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Sparetime
Mississippi St. Fan
Lookin down at La
Member since Sep 2014
440 posts

re: Old man river on the rise
Apparently you haven't been on ground that these high rivers are affecting, timber is dying like crazy. The loggers can't get it out fast enough.

I wouldn't clear cut but I would buzz mine real hard.


Wolfmanjack
Member since Jun 2017
349 posts

re: Old man river on the rise
Do you end up with willow trees and cockleburs after a clear cut along the river?


cave canem
Mississippi St. Fan
pullarius dominus
Member since Oct 2012
10664 posts

re: Old man river on the rise
quote:

Do you end up with willow trees and cockleburs after a clear cut along the river?





just more cottonwoods from my experiance


fishfighter
LSU Fan
Baton Rouge
Member since Apr 2008
35160 posts

re: Old man river on the rise
I would never clear cut. I fact I am due for a select cut on my place. Been 35 years from the last select cut.


White Bear
USA Fan
NWLA
Member since Jul 2014
5081 posts

re: Old man river on the rise
quote:

select cut
Tough with hardwoods - real easy to scar and ruin your residual stand.


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DeltaDoc
Navy Fan
The Delta
Member since Jan 2008
14578 posts

re: Old man river on the rise
Then that’s step 1.


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CypressTrout10
Lamar Fan
Member since Jun 2016
2172 posts

re: Old man river on the rise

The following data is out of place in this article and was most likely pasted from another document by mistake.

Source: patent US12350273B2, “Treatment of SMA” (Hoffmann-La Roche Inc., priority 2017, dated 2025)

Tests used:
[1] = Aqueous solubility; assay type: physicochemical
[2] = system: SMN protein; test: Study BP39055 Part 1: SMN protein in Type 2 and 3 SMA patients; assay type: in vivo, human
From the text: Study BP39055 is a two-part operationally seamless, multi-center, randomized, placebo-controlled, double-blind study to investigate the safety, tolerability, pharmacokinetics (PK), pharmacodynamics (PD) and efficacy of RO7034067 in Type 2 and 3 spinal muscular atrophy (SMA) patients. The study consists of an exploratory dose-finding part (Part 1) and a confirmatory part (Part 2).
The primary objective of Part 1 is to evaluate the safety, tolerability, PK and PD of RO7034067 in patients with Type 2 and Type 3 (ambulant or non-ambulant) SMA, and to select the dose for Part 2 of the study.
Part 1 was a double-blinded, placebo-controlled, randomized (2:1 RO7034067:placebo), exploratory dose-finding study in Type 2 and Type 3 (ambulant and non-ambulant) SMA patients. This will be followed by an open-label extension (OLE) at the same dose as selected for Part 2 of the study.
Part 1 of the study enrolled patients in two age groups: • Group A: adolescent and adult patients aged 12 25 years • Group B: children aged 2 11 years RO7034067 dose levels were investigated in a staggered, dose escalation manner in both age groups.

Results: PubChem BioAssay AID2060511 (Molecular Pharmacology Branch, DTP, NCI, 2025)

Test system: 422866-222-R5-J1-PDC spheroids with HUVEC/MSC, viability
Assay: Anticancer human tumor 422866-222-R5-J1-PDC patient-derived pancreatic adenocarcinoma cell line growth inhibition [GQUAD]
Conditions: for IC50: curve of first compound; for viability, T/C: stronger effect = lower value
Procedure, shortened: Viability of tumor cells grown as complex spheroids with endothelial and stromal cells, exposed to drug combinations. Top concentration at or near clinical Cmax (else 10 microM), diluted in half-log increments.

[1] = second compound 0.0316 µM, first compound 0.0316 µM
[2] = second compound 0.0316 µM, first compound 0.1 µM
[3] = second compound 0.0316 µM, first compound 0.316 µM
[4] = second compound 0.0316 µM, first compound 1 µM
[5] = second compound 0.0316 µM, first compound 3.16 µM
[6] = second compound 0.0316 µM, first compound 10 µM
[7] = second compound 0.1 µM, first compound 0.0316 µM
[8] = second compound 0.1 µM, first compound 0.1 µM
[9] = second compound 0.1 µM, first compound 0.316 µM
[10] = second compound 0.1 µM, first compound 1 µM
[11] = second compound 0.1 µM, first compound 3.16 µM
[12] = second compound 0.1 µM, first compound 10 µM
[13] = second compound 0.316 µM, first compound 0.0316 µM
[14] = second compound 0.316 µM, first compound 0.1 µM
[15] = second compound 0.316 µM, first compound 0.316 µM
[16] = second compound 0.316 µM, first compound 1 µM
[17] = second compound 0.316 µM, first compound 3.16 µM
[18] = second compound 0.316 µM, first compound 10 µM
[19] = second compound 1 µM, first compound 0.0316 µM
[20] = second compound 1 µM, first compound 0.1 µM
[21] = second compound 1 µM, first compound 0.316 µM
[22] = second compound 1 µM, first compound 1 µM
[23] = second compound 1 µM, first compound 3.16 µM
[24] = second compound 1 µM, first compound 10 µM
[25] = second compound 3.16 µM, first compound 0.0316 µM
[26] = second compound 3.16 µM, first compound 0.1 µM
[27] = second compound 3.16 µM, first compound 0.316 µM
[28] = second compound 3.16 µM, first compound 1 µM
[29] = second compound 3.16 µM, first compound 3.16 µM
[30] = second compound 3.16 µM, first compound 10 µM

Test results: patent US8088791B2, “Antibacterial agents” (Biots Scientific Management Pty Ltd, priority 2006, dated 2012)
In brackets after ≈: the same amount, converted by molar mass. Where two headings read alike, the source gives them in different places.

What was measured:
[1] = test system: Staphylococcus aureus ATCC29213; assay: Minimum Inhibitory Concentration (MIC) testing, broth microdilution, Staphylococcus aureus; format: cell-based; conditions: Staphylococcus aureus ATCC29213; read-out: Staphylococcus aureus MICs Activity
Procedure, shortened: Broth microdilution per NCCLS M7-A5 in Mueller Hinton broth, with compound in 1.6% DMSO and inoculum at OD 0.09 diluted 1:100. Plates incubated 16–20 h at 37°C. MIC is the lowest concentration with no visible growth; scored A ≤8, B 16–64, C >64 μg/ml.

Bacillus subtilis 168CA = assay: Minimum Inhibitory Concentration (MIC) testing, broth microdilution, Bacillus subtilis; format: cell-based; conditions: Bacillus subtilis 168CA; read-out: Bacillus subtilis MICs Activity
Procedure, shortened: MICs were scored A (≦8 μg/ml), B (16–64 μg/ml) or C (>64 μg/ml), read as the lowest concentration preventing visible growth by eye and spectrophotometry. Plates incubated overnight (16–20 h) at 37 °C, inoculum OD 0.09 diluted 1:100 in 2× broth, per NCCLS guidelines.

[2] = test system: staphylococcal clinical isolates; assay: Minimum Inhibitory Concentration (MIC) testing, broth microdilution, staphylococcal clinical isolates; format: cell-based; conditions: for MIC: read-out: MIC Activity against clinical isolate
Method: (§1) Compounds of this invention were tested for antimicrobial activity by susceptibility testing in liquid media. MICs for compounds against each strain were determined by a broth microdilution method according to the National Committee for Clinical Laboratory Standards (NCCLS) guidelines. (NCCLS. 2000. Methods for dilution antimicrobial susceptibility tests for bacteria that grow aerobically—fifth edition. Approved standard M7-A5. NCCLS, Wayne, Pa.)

The property I guest hunt once a year on Dolorosa Loop lost 50% of the hardwoods after last years high water


Amite tiger
LSU Fan
Member since Sep 2016
67 posts

re: Old man river on the rise
What club is that?


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Riolobo
LSU Fan
On the lake
Member since Mar 2017
1239 posts

re: Old man river on the rise
Yes, hunting is obviously much worse but you loose more than hunting. You loose access to your camps and can’t enjoy the camps year round.


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prostyleoffensetime
USA Fan
Mississippi
Member since Aug 2009
9218 posts

re: Old man river on the rise
quote:

there is no way I’d invest in any right now.


I go back and forth on this. I fully admit to trashing river camps on here regularly.... But if you have the money and can stomach the gamble, it might be time to look at getting in one. Historically speaking, flooding is cyclical. There’s no denying that the last decade has been the most extreme in recorded history, but if you got in and the cycle swings to a drier pattern, you could make that money back in a hurry.

But who knows... Maybe we finally are in a situation where this is the new norm.

Just thinking out loud.
This post was edited on 1/13 at 3:57 pm


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Member since 2001
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jimbeam
USA Fan
University of LSU
Member since Oct 2011
58542 posts

re: Old man river on the rise
River bottom won’t getting any lower....


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60
LSUballs
LSU Fan
RayVegas LA
Member since Feb 2008
32248 posts

re: Old man river on the rise